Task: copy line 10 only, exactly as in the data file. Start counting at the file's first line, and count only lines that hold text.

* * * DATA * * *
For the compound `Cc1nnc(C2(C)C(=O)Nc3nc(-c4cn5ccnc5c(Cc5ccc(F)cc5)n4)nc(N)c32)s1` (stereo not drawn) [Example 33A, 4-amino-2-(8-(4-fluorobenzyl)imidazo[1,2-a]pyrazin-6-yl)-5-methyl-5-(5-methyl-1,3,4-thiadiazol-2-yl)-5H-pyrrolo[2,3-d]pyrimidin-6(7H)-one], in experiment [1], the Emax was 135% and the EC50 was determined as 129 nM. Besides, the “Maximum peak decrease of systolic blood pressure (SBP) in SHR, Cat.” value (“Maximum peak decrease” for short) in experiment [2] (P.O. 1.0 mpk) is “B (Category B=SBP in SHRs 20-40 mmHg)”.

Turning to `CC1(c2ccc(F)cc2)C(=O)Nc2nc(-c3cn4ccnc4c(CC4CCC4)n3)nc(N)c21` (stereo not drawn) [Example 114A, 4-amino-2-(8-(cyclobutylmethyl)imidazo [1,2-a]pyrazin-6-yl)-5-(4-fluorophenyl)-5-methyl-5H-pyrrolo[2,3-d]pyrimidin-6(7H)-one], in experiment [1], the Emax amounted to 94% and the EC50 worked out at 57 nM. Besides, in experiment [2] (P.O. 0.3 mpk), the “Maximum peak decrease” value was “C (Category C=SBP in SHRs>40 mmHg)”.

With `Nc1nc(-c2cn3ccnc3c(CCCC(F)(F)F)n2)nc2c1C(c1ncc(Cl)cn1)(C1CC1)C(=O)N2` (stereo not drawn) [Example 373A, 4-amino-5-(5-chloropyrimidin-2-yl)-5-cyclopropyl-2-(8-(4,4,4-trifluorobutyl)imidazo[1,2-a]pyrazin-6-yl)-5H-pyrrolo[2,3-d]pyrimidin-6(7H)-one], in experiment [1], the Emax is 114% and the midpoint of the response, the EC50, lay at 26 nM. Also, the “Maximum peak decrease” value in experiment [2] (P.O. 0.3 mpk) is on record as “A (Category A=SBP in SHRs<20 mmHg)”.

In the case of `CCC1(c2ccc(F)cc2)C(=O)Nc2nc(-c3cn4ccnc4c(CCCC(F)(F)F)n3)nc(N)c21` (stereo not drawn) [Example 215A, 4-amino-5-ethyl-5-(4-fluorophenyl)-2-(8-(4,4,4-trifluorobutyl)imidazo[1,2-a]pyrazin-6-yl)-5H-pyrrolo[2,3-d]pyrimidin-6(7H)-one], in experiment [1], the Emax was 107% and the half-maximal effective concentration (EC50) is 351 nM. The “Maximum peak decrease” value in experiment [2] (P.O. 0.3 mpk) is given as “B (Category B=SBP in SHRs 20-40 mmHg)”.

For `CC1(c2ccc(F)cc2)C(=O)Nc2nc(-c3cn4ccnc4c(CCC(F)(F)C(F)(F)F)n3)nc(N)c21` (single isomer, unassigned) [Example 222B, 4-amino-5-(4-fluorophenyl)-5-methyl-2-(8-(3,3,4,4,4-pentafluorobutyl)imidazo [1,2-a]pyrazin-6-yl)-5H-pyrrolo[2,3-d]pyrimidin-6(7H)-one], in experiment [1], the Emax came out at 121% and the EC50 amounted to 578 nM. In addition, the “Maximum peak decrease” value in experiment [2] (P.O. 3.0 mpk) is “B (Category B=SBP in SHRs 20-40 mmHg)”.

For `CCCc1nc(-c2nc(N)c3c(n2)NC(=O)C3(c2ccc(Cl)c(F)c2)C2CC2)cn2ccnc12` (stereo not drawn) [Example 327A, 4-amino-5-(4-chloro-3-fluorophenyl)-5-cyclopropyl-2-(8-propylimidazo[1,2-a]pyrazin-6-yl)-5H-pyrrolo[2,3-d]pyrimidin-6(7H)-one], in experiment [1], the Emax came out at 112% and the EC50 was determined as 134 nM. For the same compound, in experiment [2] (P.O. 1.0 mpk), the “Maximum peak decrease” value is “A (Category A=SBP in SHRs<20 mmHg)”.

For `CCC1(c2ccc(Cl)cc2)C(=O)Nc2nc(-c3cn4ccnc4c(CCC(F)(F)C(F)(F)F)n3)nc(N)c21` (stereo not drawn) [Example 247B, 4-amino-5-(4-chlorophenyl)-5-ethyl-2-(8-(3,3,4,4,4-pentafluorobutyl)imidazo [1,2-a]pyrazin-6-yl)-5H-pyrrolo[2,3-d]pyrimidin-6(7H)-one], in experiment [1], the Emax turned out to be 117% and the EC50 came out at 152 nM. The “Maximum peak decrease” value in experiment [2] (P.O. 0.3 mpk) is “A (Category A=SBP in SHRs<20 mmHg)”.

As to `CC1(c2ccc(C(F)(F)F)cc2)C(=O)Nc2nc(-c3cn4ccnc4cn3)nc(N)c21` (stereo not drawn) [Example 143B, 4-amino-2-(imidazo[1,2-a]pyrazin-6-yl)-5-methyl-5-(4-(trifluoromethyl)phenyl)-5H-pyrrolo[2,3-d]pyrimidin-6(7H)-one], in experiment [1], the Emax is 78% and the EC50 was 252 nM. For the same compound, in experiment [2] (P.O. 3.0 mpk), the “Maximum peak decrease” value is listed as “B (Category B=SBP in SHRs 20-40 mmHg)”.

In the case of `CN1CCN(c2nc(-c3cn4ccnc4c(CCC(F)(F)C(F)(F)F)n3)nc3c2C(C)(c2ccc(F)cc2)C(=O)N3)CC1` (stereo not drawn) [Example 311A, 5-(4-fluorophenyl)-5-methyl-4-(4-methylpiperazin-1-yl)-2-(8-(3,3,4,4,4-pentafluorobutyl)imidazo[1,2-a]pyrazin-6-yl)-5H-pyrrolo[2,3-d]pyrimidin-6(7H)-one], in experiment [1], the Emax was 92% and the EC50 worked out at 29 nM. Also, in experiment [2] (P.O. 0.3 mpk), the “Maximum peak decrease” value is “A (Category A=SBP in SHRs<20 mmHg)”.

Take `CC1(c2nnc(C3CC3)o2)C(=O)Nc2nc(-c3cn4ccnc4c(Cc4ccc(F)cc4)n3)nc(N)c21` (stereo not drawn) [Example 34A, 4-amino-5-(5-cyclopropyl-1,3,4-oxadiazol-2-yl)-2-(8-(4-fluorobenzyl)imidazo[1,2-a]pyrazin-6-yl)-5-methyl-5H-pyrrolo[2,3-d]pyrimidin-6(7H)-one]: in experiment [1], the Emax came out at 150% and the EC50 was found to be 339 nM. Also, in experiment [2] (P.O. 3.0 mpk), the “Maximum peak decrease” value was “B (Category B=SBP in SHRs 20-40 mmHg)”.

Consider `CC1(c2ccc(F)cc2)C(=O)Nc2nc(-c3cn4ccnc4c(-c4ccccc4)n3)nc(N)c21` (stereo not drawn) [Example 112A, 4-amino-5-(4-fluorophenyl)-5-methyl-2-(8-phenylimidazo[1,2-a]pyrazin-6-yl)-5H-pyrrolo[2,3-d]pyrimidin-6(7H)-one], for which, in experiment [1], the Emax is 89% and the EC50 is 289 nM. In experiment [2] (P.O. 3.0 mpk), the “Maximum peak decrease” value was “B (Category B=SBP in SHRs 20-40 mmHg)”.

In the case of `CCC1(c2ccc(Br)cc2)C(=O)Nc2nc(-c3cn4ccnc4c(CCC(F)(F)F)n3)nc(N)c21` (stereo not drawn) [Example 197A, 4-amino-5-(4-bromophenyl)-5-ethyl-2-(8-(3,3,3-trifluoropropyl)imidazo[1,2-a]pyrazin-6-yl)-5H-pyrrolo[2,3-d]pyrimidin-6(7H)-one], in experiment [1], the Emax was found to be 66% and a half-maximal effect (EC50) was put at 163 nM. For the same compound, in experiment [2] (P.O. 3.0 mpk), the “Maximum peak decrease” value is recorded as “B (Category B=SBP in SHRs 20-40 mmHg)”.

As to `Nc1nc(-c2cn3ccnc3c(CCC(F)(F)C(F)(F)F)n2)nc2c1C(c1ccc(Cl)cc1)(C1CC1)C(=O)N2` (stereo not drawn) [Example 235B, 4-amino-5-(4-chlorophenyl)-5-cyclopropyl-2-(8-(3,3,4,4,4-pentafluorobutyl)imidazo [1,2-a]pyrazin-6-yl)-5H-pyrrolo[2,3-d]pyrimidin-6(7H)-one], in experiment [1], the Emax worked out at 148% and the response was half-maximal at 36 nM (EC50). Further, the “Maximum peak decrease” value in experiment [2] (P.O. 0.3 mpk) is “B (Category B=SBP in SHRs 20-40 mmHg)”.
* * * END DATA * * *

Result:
Take `CC1(c2nnc(C3CC3)o2)C(=O)Nc2nc(-c3cn4ccnc4c(Cc4ccc(F)cc4)n3)nc(N)c21` (stereo not drawn) [Example 34A, 4-amino-5-(5-cyclopropyl-1,3,4-oxadiazol-2-yl)-2-(8-(4-fluorobenzyl)imidazo[1,2-a]pyrazin-6-yl)-5-methyl-5H-pyrrolo[2,3-d]pyrimidin-6(7H)-one]: in experiment [1], the Emax came out at 150% and the EC50 was found to be 339 nM. Also, in experiment [2] (P.O. 3.0 mpk), the “Maximum peak decrease” value was “B (Category B=SBP in SHRs 20-40 mmHg)”.